HMAS Broome on patrol

This article has photo gallery Published on SBLT Max Logan (author), ABIS James Whittle (photographer)

Topic(s): Operation RESOLUTE, HMAS Broome (P90)

Leading Seaman Communication and Information Systems Bree-Ann Garner, signals a vessel during sea trials aboard HMAS Broome off the coast of Darwin, NT. (photo: POIS James Whittle)
Leading Seaman Communication and Information Systems Bree-Ann Garner, signals a vessel during sea trials aboard HMAS Broome off the coast of Darwin, NT.

As Navy commissions new Major Fleet Units, Unmanned Aerial Vehicle squadrons and construction begins on the new Offshore Patrol Vessels, the fleet of boats in Australia’s northernmost approaches remains constantly on watch.

The crews of these Armidale Class Patrol Boats (ACPBs) - sleek 56.8m machines capable of steaming at more than 25 knots - maintain an essential array of defence and border protection functions and strong and enduring relationships with our close neighbours.

Captain Patrol Boats Captain Jason Hunter says the fleet of ACPBs, along with two Navy crewed Cape Class Patrol Boats (CCPB), are key enablers in achieving their mission on Operation RESOLUTE. 

“Working with several external agencies, Defence has a lead role in securing Australia’s borders, combatting maritime people-smuggling and saving lives at sea,” Captain Hunter says.

Operation RESOLUTE is integral to Sovereign Borders, covering about 10 per cent of the world’s surface - up to 200nm from the Australian mainland and offshore territories. 

“Navy’s people and patrol boats are out there every day of the year, protecting Australia and its interests in the maritime domain, engaging with our regional neighbours and supporting Plan Pelorus.”

The tight-knit crew of about 25 personnel administer the operation of all of the boat’s functions, including arrival and departure from ports, pilotage in and out of harbours, steaming at speed, launching and recovering the embarked rigid hull inflatable boats and operating and maintaining the ship’s weapons systems. With a variety of roles comes a diverse ships’ company armed with the skills and resilience to get the job done. 

CPOMT Mark ‘Dutchy’ Verhoeven is the senior marine technician aboard HMAS Broome.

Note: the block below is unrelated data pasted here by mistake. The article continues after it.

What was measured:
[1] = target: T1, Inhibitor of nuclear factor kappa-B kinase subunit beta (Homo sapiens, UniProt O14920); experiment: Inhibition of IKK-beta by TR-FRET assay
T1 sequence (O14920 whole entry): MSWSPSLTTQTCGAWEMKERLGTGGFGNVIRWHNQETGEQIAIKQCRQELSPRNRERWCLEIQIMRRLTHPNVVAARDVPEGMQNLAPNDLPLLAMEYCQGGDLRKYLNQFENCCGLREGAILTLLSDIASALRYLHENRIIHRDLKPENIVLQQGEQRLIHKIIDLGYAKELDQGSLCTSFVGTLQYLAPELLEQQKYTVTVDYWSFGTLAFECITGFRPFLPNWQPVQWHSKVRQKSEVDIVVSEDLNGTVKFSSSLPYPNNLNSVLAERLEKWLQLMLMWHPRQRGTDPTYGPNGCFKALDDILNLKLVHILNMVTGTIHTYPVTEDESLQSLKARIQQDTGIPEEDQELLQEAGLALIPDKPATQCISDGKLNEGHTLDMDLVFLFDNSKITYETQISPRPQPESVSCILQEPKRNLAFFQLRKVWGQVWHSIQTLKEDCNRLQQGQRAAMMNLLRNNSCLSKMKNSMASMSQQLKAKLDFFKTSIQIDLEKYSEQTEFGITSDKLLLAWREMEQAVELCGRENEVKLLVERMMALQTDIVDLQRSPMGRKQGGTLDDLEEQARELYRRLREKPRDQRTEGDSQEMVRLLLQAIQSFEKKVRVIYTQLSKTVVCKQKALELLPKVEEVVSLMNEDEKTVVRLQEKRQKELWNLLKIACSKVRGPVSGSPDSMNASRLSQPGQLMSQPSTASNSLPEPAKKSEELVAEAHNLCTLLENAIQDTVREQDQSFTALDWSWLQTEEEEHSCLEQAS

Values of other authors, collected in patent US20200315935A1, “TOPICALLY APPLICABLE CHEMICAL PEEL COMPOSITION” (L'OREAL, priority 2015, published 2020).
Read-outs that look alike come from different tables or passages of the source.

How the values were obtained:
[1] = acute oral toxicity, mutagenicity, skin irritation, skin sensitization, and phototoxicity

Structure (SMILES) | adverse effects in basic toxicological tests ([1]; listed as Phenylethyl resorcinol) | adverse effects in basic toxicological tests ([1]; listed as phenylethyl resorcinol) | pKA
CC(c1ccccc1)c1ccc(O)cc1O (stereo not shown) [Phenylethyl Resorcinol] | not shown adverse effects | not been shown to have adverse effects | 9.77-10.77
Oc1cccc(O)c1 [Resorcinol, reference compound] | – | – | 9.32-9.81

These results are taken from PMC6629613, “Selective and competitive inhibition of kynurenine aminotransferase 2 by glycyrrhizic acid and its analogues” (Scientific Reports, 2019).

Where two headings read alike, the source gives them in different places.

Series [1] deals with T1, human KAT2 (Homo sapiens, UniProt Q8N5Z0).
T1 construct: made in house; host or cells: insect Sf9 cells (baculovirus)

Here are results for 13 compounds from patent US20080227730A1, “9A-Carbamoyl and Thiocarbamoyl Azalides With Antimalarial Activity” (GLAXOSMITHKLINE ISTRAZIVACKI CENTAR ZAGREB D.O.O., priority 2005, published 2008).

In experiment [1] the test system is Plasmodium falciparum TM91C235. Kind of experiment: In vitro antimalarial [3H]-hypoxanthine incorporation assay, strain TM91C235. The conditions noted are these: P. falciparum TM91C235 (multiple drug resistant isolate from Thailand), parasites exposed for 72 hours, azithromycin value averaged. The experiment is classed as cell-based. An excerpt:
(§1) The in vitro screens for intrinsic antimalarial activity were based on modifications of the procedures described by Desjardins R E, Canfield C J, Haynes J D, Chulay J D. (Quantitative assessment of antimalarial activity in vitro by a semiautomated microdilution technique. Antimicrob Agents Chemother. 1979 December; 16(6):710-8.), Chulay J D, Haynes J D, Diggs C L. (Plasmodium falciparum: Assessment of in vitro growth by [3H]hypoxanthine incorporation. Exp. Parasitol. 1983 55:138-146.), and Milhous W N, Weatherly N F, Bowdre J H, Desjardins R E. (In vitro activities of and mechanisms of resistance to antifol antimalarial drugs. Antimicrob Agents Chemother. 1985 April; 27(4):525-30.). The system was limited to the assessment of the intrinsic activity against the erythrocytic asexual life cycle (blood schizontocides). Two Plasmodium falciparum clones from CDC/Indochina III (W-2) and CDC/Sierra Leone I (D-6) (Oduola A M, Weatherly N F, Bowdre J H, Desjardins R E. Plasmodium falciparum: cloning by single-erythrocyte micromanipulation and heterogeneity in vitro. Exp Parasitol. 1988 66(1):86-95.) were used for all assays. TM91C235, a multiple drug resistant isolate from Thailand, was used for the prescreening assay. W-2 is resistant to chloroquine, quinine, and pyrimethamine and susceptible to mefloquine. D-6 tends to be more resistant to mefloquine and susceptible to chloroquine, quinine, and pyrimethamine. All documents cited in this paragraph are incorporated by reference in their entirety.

“I’m responsible for all platforms, machinery, and hull - we keep the ship running,” CPO Verhoeven says.

“We are constantly monitoring machinery spaces at the source and remotely via cameras and the Marine Link system.”

The CPOMT and MT department perform their role both at sea and alongside. 

“Our core job on patrol boats is to be available for border protection, regional engagement and support to the Task Group and we need to ensure we are in the best possible machinery and material state to meet those requirements - often at short notice,” CPO Verhoeven says. 

The boatswain’s mates aboard ACPBs carry out the hands-on duties, including line-handling and weapons systems, but it doesn’t end there. 

“I’m the Nav Yeoman aboard HMAS Broome,” ABBM Sam Nona says.

“I assist the Navigator with updating charts and other duties, as well as looking after weapons, including planned maintenance and cleaning. 

“Overall, boatswains ensure that the boat and its ship’s company can leave safely, get alongside safely and that the weapons are in good working order.”

While maintenance of small arms and the boat’s two 12.7mm machine guns is the boatswains’ part of the ship, it is the electronics technician who maintains the 25mm M242 Bushmaster autocannon mounted on the Rafael Typhoon stabilised mount system. 

ABET Jimmy Savage says life on ACPBs provides a crossover into other parts of the ship.

“I carry out duties in conjunction with the stokers (MTs), which takes me out of my primary role and I get to learn more about engines,” he says.

“This includes holding watches on the Marine Link system. 

“I also look after navigational aid equipment including Navigational Data System, Radar, GPS, echo sounder and gyros and provide back-ups if any systems fail - this helps to ensure safe passage.” 

Safe passage is a core duty of the boat’s Navigation Officer. Lieutenant Christopher Standen mans the bridge in this role aboard Broome.

“I’m responsible for maintaining navigational safety of the ship, as well as the navigational administration for us to sail,” Lieutenant Standen says.

“Additionally, I’m the Operations Officer and conduct the boat’s longterm and short-term planning.

“Protecting Australia’s borders is just part of the job in an ACPB.

“I find it more rewarding to see my effect on the boat, including the creation of a positive culture and getting the boat to do what is required.” 

With frequent and high-tempo stints at sea, providing food for the crew is an essential role and means more than just keeping people fed. 

“It’s all about morale,” says Broome’s chef, ABML-C Adam Grant.

“Providing people with a good meal to look forward to, as well as ‘mornos’ and ‘arvos’, keeps them full and happy.” 

ACPBs and CCPBs are home-ported in northern Australia at HMAS Coonawarra and HMAS Cairns

Construction of Navy’s 12 new Offshore Patrol Vessels began on November 15. The OPVs will be known as the Arafura Class, with the first vessel to be commissioned HMAS Arafura when she enters service in 2022.